First, let's revisit what torque is and why it's
important. Torque is a measure of the forces that
cause an object to rotate. Reaction torque is the
force acting on the object that's not free to
rotate. An example is a screwdriver applying
torque to a rusted screw. With rotational torque,
the object is free to rotate. Examples include
industrial motor drives and gear reducers.
Torque and RPM determine horsepower, and
horsepower determines system efficiencies, so
being able to monitor and control torque can be
critical in optimizing overall system efficiency.
Torque measurement is paramount in engine and
transmission testing, turbine testing, pump testing
and testing of gear trains and power
measurement within propulsion systems.
Monitoring torque can be critical to the
performance of axles, drive trains, gear drives,
and electric and hydraulic motors. Other in-plant
applications include gas and steam turbines.
Really, torque is an important factor in anything
that rotates or spins on a shaft, spindle or axle. A
lumber mill might use a predetermined maximum
torque to initiate blade changes. This saves wear
on the drive system and increase product quality.
How torque-measuring technologies evolved
So, what's new and how did we get there? A
brief history of what has been used and how
torque measuring has changed may help
illustrate the benefits of the latest technologies.
Digital telemetry is the latest technology, and so
far, seems to have a number of benefits over
older systems. But before digital telemetry was
viable, there were several other methods,
starting in recent history with the slip ring signal
The slip ring
The slip ring is a simple means of getting a signal
transferred from the rotating element to the
stationary element. It has low speed limits. Ring
wear and dust generated by the brushes can
quickly impede signal transfer, so you must
routinely maintain the rings and the brushes to
ensure clean signal transfer. As testing
requirements became more demanding, so
evolved the rotary transformer.
The rotary transformer
Compared to the slip ring, the rotary transformer
method tolerates higher speed, is non-contact
and typically more accurate. However, it is less
tolerant to extraneous loading conditions like
bending moments and thrust loads. It also
requires more sophisticated signal conditioning
instrumentation using an AC carrier excitation.
So as testing demanded more and more so
evolved the total non-contact solution of using
Analog FM wireless telemetry systems use a
sensor with a built-in radio transmitter module, a
power supply and a receiver. Low voltage
signals from the strain gauges are amplified and
modulated to a radio frequency signal by the
transmitter. This radio signal is picked up by a
hoop antenna and decoded into analog voltage
by the receiver. This voltage is amplified and
scaled to show the torque value on an LED
display. This signal is routed to an external
connector for interfacing with a data acquisition
While this form of telemetry is an improvement
over other mechanical methods, it is bulky and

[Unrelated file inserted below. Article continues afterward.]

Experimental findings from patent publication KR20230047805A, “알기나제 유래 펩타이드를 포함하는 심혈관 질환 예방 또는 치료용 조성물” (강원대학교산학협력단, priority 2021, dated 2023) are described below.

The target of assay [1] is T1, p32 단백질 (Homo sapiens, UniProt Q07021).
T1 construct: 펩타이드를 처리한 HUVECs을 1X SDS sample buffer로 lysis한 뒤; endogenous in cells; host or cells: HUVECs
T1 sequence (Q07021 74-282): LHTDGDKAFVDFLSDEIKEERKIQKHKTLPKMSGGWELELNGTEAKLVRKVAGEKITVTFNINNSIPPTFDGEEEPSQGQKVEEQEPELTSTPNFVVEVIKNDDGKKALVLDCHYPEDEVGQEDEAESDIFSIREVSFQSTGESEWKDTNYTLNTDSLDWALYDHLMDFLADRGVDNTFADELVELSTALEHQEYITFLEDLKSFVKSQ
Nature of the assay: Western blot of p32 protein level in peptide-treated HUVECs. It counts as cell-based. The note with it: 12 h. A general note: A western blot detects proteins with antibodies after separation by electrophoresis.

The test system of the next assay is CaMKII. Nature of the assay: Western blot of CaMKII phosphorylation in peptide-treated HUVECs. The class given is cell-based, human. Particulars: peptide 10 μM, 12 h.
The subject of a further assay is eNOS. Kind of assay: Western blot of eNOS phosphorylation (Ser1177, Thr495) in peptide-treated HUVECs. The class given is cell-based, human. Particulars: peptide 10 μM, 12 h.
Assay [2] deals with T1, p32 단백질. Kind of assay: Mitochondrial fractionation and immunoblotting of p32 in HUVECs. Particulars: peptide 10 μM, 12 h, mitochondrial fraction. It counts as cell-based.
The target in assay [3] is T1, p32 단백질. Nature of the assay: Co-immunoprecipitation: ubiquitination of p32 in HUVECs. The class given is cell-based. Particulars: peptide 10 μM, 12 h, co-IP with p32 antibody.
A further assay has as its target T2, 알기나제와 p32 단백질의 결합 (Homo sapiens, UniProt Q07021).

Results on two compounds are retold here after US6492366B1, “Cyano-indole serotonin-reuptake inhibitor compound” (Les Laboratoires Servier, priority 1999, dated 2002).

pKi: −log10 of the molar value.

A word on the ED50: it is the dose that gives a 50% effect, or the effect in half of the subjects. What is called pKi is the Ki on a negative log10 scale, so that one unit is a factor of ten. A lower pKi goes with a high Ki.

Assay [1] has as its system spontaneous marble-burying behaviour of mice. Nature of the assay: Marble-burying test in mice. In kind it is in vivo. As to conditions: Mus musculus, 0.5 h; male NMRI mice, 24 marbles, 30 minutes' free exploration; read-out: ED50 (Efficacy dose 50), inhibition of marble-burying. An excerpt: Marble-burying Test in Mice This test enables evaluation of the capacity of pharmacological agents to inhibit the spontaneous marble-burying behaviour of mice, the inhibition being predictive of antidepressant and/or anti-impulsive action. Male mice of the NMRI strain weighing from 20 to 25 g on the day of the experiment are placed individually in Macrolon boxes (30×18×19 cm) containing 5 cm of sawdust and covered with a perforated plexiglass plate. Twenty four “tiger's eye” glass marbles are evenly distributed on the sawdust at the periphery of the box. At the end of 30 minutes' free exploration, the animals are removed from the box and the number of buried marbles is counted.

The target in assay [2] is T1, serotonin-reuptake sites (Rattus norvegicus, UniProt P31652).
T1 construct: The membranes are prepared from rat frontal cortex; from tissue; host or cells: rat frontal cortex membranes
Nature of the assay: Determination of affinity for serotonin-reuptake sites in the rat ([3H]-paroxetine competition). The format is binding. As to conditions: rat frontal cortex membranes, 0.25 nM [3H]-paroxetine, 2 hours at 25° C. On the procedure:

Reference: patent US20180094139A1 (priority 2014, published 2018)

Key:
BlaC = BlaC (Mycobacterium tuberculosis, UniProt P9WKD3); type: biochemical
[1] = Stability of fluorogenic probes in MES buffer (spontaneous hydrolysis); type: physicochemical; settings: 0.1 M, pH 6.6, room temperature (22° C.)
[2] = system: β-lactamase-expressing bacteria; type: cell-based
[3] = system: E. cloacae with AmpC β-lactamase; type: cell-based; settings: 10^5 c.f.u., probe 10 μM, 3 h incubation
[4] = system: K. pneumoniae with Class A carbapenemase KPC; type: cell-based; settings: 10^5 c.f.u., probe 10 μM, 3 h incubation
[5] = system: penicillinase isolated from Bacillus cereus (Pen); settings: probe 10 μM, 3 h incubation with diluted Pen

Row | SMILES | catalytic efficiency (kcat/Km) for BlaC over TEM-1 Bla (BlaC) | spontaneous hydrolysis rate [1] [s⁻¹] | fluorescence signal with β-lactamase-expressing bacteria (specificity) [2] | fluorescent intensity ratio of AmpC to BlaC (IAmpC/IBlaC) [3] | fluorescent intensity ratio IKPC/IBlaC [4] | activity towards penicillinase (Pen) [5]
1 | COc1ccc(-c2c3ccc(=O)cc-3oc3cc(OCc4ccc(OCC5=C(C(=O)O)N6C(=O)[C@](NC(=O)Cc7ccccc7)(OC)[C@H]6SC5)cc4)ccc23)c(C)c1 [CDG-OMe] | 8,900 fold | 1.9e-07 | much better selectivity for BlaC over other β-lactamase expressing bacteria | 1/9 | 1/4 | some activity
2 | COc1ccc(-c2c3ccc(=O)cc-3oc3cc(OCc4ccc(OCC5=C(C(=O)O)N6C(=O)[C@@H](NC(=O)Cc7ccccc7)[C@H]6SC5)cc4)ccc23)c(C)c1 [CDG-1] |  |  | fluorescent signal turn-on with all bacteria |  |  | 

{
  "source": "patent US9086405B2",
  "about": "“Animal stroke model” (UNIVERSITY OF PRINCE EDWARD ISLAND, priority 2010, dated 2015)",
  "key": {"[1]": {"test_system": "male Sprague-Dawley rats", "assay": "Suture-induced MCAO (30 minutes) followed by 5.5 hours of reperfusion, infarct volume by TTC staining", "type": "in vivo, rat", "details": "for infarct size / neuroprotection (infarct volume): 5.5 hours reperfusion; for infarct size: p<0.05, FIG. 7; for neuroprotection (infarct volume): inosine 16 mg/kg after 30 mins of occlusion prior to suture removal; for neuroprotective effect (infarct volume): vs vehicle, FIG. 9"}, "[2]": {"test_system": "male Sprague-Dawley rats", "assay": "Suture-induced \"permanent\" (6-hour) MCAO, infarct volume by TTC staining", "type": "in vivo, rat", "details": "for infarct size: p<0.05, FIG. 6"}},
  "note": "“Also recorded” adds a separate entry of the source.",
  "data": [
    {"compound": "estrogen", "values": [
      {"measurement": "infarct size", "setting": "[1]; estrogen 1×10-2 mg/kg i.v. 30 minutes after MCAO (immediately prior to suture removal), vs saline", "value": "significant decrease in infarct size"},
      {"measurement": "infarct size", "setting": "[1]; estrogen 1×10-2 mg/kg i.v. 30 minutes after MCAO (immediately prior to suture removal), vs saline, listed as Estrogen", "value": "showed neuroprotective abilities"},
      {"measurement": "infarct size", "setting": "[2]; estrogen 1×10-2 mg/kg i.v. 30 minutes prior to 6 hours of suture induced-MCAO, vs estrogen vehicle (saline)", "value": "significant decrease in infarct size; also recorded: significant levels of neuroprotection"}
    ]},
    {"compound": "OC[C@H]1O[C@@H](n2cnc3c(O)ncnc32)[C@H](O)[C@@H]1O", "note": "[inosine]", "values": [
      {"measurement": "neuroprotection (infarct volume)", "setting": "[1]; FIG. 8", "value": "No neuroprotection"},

requires additional receivers for multiple
channels. The frequency response is limited to
about 1,000 Hz with an analog signal output.
The antenna, straps and battery-powered
systems can be difficult to install and tune. As
technology and electronics advanced, digital
telemetry became practical.
Early generation digital telemetry
The first generation of digital telemetry systems
frequently used a hoop antenna, a bulky
receiver and had limited data processing
capability. A coil acted as the rotary
transformer. The coil is excited by the radio
frequency that is transmitted via the antenna.
These early systems did allow two-way
communication flow, but because they had no
microprocessors, data processing was very
limited. All the discrete components added to the
cost and design limitations.
Next generation digital telemetry
As microprocessor and surface mount
technologies progressed, multiple chips were
added to the next generations of systems to
vastly improve data management and control.
A rotor electronics circuit board module is
embedded in the sensor and is potted and
sealed. Signal conditioning and digitizing is done
on the rotating sensor using this module. Antenna
and caliper-style coupling modules eliminate the
need for hoop antennas and are more immune
from vibration problems.
Antennas are limited to a few select sizes and are matched to the caliper
modules at the factory. This eliminates the need
to tune the system in the field. Outer protective
layers on the antenna and caliper module give
outstanding protection against moisture and oil.
A signal-processing module acts as the receiver
unit, handling the communications with the rotor
Resolution, stability and accuracy are all
improved over the early digital telemetry
systems. The new systems transfer digital data at
very high speeds, providing a frequency
response up to 3,000 Hz.
More than stand-alone sensors, these are
complete torque measurement systems, with
standard analog, frequency and digital outputs.
Fully software- driven, these digital telemetry
systems can be changed "on-the-fly" without
They can be designed with
clear upgrade paths for custom software,
developments and future requirements. It is also
where the "fit and forget" concept can be used
to lower maintenance costs of existing solutions.
If you are measuring torque "the old fashioned
way," you may be unaware of some inherent
inefficiencies. Here are a few headaches
digital telemetry can potentially eliminate.